In haste (not for neglect)
[Lamb evidently refers to Moxon’s engagement to Miss Isola being now settled.
The play was Sheridan Knowles’ “The Wife,” produced on April 24.
The Buffams were the landladies of the house in Southampton Buildings, where Lamb lodged in town.]
CHARLES LAMB TO EDWARD MOXON
[P.M. April 27, 1833.]
Dear M. Mary and I are very poorly. Asbury says tis nothing but influenza. Mr. W. appears all but dying, he is delirious. Mrs. W. was taken so last night, that Mary was obliged at midnight to knock up Mrs. Waller to come and sit up with her. We have had a sick child, who sleeping, or not sleeping, next me with a pasteboard partition between, killed my sleep. The little bastard is gone. My bedfellows are Cough and cramp, we sleep 3 in a bed. Domestic arrangem’ts (Blue Butcher and all) devolve on Mary. Don’t come yet to this house of pest and age. We propose when E. and you agree on the time, to come up and meet her at the Buffams’, say a week hence, but do you make the appointm’t. The Lachlans send her their love.
I do sadly want those 2 last Hogarths—and an’t I to have the Play?
Mind our spirits are good and we are happy in your happiness_es_.
Our old and ever loves to dear Em.
["Mr. W.” was Mr. Westwood.—I know nothing of the Lachlans.—The Play would be “The Wife” probably.—Miss Isola was, I imagine, staying with the Moxons.]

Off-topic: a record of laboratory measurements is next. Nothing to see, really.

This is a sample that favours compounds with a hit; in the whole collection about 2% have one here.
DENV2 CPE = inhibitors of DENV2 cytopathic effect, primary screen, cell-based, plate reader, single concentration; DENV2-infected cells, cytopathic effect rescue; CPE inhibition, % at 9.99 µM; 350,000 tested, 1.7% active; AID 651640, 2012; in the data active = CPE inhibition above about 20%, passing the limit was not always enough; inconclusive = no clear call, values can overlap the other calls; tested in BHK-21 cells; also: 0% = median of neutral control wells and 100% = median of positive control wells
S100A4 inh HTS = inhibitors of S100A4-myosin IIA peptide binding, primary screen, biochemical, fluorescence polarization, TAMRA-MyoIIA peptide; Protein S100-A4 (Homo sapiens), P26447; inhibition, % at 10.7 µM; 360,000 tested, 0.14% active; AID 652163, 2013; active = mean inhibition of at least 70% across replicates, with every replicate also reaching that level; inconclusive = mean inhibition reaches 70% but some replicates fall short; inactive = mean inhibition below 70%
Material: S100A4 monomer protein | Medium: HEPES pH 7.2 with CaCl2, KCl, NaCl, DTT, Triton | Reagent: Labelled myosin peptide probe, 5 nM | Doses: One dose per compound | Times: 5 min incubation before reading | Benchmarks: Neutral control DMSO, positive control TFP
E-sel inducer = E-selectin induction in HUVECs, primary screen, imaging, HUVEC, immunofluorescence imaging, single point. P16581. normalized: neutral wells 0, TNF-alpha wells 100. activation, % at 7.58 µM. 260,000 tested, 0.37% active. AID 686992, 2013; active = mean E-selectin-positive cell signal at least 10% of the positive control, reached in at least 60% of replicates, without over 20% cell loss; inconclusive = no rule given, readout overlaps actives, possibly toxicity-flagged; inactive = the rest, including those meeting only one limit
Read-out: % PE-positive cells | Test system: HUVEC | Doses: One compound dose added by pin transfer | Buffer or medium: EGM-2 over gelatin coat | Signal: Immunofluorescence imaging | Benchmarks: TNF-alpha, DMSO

CHARLES LAMB TO THE REV. JAMES GILLMAN
May 7, 1833.
By a strange occurrence we have quitted Enfield for ever. Oh! the happy eternity! Who is Vicar or Lecturer for that detestable place concerns us not. But Asbury, surgeon and a good fellow, has offered to get you a Mover and Seconder, and you may use my name freely to him. Except him and Dr. Creswell, I have no respectable acquaintance in the dreary village. At least my friends are all in the public line, and it might not suit to have it moved at a special vestry by John Gage at the Crown and Horseshoe, licensed victualler, and seconded by Joseph Horner of the Green Dragon, ditto, that the Rev. J.G. is a fit person to be Lecturer, &c.
My dear James, I wish you all success, but am too full of my own emancipation almost to congratulate anyone else. With both our loves to your father and mother and glorious S.T.C.
[The Rev. James Gillman was the eldest son of Coleridge’s physician and friend. He was born in 1808 and ordained in 1831. He thought in 1833 of standing as candidate for the vicarship of Enfield, but did not obtain it. After acting as Under Master of Highgate Grammar School he became in 1836 Rector of Barfreystone, in Kent. In 1847 he became Vicar of Holy Trinity, Lambeth. He died in 1877.